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Tuesday, July 22, 2008

S.I.S.

There's been some trade buzz about an old project of mine at Warner Bros., S.I.S. I began developing this idea with Lorenzo DiBonaventura and Antoine Fuqua over five years ago. It was inspired by Antoine's experience on Training Day and an idea I had for a different kind of antagonist. The Special Investigation Section is essentially a covert ops division of LAPD. Their unorthodox methods often bring them under the scrutiny of the Christopher Commission and the ACLU. These guys are highly-trained soldiers who handle everything from tracking repeat offenders, to terrorist alerts, to kidnappings. They are the go-to guys when the shit hits the fan and no one else can handle the breeze. Originally, Antoine was attached to direct, but as the project developed, he dropped out to do American Gangster (which also didn't work out). That's when I approached Lorenzo and the studio about directing the film. They liked the smaller, darker version I had in mind and signed off on me directing it. We had a budget, it was out to talent and at one point I believe it was on the slate for 2007. Then The Poseidon sunk Warner's and their slate was wiped clean. I was told that anything that was remotely a marketing challenge was tabled. In-Crime (the script name at the time) was a dark, urban drama -- a marketing challenge with no foreign value. The project was dead. Flash forward to 2008. The Writer's Strike happens and Warner's is desperately looking for material. They dive back into their development pile and blow the dust off of In-Crime. I got a call from my agents saying the project was back in play. Unfortunately I was neck-deep in Sons of Anarchy without a hole in my schedule until 2009. So as much as it killed me to let this project go, I had no choice. I'm not familiar with Chris Gorak's work, but I hear good things about him. A masterful storyteller is what I've been told. I've learned to treat projects/scripts like children. You give birth to them, you raise and develop them, but at some point you have to let them go. Other people need to influence and nurture them. All you hope for is that they don't grow up to be bad. I look forward to seeing SIS grow up. Hopefully it will make me proud.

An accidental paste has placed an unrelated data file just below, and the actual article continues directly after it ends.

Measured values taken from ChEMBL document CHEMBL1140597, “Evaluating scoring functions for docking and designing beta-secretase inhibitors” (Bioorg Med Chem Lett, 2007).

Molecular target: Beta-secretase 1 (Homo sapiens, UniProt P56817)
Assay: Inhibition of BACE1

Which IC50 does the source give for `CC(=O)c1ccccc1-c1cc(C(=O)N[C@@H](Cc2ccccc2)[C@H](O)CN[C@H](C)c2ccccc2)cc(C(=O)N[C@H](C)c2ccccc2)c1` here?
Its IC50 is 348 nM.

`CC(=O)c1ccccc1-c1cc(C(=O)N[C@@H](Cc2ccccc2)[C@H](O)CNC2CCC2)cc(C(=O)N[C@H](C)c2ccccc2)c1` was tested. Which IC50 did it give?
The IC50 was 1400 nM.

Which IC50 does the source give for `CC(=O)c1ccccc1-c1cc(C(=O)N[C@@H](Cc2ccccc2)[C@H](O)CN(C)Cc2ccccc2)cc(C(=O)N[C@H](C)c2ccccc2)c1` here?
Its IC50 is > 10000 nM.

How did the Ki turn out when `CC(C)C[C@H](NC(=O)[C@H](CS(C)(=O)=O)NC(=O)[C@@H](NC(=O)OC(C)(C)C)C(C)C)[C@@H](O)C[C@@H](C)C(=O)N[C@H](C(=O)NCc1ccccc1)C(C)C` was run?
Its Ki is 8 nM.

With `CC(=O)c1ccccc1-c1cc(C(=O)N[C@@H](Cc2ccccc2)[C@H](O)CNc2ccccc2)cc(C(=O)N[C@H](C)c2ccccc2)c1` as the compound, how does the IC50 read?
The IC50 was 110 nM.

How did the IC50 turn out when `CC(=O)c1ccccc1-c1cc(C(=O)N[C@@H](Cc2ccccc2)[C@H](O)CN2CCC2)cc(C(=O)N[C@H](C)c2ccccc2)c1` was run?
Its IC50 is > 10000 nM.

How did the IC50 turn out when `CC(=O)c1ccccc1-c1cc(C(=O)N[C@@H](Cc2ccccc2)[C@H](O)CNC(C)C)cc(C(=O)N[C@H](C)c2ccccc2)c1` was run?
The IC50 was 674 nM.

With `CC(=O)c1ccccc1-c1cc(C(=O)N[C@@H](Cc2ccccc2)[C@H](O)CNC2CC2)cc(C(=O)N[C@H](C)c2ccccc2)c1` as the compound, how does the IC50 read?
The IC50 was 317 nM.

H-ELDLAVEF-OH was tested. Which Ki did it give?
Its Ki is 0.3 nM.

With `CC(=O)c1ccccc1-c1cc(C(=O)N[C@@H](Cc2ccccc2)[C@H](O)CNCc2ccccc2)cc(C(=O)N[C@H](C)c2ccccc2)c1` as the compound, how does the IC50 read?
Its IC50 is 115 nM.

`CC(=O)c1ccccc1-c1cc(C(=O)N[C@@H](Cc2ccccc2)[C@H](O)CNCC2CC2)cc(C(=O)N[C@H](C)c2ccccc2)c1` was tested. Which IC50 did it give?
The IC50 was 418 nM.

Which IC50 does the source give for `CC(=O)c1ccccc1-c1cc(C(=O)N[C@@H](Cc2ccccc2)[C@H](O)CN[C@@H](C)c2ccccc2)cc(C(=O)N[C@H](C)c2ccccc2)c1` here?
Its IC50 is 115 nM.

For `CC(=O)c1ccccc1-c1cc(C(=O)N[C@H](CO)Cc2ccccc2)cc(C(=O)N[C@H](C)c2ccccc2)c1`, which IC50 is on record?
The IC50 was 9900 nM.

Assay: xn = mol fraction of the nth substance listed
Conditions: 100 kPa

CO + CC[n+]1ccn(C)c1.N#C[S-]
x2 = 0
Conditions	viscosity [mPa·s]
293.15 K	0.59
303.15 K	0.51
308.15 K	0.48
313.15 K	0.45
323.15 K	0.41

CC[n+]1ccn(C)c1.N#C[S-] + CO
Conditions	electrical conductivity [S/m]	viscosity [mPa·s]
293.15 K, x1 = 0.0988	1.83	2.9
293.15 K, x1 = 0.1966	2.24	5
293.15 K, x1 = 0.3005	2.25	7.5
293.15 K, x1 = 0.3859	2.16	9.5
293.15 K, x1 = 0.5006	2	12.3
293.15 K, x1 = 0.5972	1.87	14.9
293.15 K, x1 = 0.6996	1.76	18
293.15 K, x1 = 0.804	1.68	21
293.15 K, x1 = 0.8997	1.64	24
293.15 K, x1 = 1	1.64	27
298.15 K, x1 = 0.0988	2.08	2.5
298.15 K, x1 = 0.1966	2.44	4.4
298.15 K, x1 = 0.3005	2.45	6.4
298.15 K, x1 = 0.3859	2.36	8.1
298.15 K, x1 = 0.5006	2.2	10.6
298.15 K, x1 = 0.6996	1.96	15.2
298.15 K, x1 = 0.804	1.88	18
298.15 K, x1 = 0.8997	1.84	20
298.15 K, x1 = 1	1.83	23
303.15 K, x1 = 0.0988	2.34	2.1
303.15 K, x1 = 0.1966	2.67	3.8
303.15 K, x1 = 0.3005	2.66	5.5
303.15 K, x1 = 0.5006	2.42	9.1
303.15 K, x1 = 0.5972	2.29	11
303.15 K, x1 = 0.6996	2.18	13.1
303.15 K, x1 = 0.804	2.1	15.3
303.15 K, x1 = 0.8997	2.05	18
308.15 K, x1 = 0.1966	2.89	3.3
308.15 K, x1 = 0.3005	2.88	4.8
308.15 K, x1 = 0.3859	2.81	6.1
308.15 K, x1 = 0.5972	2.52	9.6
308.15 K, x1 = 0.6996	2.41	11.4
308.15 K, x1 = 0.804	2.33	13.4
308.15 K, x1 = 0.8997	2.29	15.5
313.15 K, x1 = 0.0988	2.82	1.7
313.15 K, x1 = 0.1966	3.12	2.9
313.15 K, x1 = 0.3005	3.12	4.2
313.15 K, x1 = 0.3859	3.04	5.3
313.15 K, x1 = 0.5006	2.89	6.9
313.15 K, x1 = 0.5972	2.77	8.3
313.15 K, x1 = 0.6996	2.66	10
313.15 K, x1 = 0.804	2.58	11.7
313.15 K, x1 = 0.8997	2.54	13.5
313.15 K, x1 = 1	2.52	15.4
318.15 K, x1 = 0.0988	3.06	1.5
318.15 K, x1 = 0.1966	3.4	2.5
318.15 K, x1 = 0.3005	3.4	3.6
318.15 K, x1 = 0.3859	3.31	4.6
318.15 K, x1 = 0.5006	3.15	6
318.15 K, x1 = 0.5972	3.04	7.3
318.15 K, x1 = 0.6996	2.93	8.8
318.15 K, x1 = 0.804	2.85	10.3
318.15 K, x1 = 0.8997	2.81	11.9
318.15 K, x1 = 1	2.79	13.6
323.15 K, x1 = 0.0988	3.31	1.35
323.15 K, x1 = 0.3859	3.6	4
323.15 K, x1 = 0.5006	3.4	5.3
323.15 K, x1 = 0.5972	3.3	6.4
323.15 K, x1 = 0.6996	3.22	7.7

2 comments:

Rashad Ferguson said...

Just discovered your blog. Nice read... Thanks for giving us a behind the scenes look at the behind the scene lifestyle of a screenwriter.... Rock on Brother!

david said...

I am a big fan of your work on THE SHIELD, & very much looking forward to SONS, but the version of SIS that made it to Spike last week was cliched & embarassingly predictable, & casting-wise peopled with the typical impossibly good-looking cops "gritted up" with five-o'clock shadows & affectated quirks. The lawyer with the hardon for the squad's constitutionally questionable tactics was portrayed as hateful & one-dimensional. & on top of all this, the lead cop gets his man killed in the opening sequence trying to play cowboy, & it doesn't even become an issue! On top of all that, the bad-guy crew hilariously met every unrealistic racially-diverse network requirement that made most '80s & '90s cop shows so ridiculous. This wasn't quite your original vision, was it? Not making fun, am very curious!